Well that went well didn’t it Nick? You tried to reach out to Labour and you’ve been publicly rebuffed by the Labour leader and Labour’s election chief, told to get lost by the Shadow Cabinet office, your ludicrous plan to have no policies of note has been splashed on the front page of The Times(£) and The Sun(£) report that Labour HQ will be targeting your seat in 2015.
I think the message that Labour is sending you, Nick, is a fairly firm “No thanks” – and that’s before we even get round to the fact that a Lib/Lab coalition is highly unlikely.
But what’s telling about Labour’s reaction to Clegg’s overtures is what it shows us about the internal dynamics of the Labour Party. When Clegg has previously shown Labour a bit of ankle, the reaction from many within the party hierarchy has been to ignore the Deputy PM or make gooey eyes back at him. This time the response has been a strong, swift and unequivocal no.
That means the internal battle within the Labour Party between those who think the Lib Dems should be accommodated and those who think they should be crushed has been won by the crushers. And the decisive response of Miliband, Douglas Alexander and Jonathan Ashworth suggests that several key components of Labour’s campaign machine (leader’s office, strategy and attack) are all united in seeking to crush the Lib Dems.
That’s a sensible position to take. Holding down the Lib Dem vote and ensuring that as much of it as possible transfers to Labour is absolutely key in delivering a majority winning vote for Labour in 2015. Lib Dem switchers – those who thought they were voting to stop the Tories but ended up enabling a Tory government – form the bulk of Labour’s increase in vote since 2010. A strategy which sees Labour hug Clegg might be all the notice some of these voters need to begin toying with the idea of voting yellow again come 2015. Nor is targeting Lib Dem votes defeatist – on the contrary, in 86 of the 87 target seats Labour seek to win from the Tories the Lib Dem vote share last time was larger than the Tory majority. Squeezing Lib Dem votes wins Tory seats.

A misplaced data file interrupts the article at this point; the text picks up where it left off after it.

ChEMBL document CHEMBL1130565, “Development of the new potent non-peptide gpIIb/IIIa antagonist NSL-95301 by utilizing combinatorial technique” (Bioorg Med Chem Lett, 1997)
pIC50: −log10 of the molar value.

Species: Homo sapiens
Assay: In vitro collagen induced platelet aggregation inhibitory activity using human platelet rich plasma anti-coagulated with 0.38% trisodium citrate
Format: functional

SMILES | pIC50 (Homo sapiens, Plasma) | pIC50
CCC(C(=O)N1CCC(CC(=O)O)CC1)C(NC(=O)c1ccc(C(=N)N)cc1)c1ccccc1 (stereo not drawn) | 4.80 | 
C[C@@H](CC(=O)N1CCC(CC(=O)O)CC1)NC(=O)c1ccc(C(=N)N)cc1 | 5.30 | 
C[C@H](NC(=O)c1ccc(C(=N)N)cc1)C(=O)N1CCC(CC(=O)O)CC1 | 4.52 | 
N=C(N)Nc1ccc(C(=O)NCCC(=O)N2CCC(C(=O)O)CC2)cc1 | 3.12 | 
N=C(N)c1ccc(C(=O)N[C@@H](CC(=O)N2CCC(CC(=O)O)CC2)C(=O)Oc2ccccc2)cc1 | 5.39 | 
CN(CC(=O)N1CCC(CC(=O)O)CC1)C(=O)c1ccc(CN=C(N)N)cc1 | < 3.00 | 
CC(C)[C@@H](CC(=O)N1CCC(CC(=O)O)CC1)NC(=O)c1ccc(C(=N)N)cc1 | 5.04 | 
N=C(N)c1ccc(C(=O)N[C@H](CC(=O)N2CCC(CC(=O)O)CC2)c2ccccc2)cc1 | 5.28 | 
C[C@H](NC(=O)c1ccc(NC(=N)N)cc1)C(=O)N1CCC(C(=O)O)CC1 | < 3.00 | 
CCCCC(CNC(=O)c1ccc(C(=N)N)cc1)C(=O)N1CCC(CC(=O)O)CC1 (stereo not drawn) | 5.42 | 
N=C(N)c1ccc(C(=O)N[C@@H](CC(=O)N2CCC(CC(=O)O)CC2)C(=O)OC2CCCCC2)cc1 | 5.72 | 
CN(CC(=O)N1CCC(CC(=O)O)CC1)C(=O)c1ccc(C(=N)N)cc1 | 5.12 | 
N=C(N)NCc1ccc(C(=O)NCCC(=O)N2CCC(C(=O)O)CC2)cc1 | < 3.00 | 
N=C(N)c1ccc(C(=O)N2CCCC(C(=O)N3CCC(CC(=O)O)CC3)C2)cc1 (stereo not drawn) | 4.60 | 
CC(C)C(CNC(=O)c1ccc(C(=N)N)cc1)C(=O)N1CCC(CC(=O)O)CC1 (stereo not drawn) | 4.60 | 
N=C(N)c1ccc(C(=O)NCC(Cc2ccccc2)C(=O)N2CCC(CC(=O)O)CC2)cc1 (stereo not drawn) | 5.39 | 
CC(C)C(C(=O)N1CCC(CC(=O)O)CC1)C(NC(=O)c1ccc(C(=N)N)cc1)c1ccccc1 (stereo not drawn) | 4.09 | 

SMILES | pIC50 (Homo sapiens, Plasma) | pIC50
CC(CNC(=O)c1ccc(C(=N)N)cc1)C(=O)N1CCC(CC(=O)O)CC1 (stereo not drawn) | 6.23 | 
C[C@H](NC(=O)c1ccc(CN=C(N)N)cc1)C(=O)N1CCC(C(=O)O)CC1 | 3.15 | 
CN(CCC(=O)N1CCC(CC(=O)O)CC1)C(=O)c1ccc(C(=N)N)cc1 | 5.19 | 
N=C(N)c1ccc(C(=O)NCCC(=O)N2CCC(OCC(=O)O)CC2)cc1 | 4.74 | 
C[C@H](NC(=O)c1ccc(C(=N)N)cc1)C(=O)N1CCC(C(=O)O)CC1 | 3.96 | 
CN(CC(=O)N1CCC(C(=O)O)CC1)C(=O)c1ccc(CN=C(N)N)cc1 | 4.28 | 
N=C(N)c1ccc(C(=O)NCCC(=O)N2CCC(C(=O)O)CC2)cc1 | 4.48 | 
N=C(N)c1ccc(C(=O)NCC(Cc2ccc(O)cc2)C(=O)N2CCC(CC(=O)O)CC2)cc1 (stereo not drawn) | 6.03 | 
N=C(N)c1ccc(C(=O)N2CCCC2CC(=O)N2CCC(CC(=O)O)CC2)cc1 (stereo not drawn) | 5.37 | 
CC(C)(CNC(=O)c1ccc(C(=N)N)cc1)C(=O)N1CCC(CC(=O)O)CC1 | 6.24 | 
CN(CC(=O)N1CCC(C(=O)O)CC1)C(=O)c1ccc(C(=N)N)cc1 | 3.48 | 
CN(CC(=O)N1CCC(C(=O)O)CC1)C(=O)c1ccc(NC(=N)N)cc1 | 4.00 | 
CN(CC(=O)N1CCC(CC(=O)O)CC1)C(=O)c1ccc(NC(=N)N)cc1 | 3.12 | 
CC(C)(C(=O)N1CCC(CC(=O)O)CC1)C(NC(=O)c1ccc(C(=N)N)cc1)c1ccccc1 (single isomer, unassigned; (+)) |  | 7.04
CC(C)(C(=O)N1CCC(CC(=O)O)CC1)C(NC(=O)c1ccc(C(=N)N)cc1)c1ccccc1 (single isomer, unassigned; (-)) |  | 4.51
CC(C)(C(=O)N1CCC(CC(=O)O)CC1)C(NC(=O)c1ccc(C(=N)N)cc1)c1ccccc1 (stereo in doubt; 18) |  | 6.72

The reaction from the party over the past 24 hours suggests that such a strategy is now in the ascendency in Brewer’s Green, and that Douglas Alexander and others are fully signed up to it. That’s a victory for Harriet Harman and others who have been making such arguments in public in recent weeks. But it’s also a victory for common sense. Labour’s easiest route to Downing Street involves crushing the Lib Dems, not working with them.
That’s now a core part of the General Election campaign plan, not just the rhetoric. Policy, organisation and messaging will need to be calibrated accordingly.